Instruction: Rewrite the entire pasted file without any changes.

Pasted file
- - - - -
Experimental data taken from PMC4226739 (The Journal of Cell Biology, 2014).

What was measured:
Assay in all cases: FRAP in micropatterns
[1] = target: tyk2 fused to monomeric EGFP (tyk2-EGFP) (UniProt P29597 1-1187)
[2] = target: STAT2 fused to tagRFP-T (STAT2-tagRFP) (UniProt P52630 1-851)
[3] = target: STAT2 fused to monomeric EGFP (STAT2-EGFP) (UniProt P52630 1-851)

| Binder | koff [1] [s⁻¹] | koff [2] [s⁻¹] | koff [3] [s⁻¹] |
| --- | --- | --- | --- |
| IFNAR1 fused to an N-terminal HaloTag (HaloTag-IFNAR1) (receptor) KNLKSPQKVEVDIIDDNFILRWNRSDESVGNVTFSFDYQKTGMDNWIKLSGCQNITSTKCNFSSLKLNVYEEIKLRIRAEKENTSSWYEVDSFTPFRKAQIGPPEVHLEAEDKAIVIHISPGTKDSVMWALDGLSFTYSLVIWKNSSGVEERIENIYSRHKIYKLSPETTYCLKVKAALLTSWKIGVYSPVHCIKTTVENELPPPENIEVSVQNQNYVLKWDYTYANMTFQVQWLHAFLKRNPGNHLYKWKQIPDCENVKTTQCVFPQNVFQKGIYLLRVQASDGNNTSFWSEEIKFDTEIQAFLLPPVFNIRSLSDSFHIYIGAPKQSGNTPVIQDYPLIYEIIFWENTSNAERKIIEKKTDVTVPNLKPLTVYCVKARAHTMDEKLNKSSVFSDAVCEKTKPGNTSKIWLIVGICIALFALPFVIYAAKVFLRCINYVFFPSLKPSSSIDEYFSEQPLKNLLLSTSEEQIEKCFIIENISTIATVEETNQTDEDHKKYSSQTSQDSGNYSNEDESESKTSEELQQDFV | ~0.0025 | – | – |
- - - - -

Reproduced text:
Experimental data taken from PMC4226739 (The Journal of Cell Biology, 2014).

What was measured:
Assay in all cases: FRAP in micropatterns
[1] = target: tyk2 fused to monomeric EGFP (tyk2-EGFP) (UniProt P29597 1-1187)
[2] = target: STAT2 fused to tagRFP-T (STAT2-tagRFP) (UniProt P52630 1-851)
[3] = target: STAT2 fused to monomeric EGFP (STAT2-EGFP) (UniProt P52630 1-851)

| Binder | koff [1] [s⁻¹] | koff [2] [s⁻¹] | koff [3] [s⁻¹] |
| --- | --- | --- | --- |
| IFNAR1 fused to an N-terminal HaloTag (HaloTag-IFNAR1) (receptor) KNLKSPQKVEVDIIDDNFILRWNRSDESVGNVTFSFDYQKTGMDNWIKLSGCQNITSTKCNFSSLKLNVYEEIKLRIRAEKENTSSWYEVDSFTPFRKAQIGPPEVHLEAEDKAIVIHISPGTKDSVMWALDGLSFTYSLVIWKNSSGVEERIENIYSRHKIYKLSPETTYCLKVKAALLTSWKIGVYSPVHCIKTTVENELPPPENIEVSVQNQNYVLKWDYTYANMTFQVQWLHAFLKRNPGNHLYKWKQIPDCENVKTTQCVFPQNVFQKGIYLLRVQASDGNNTSFWSEEIKFDTEIQAFLLPPVFNIRSLSDSFHIYIGAPKQSGNTPVIQDYPLIYEIIFWENTSNAERKIIEKKTDVTVPNLKPLTVYCVKARAHTMDEKLNKSSVFSDAVCEKTKPGNTSKIWLIVGICIALFALPFVIYAAKVFLRCINYVFFPSLKPSSSIDEYFSEQPLKNLLLSTSEEQIEKCFIIENISTIATVEETNQTDEDHKKYSSQTSQDSGNYSNEDESESKTSEELQQDFV | ~0.0025 | – | – |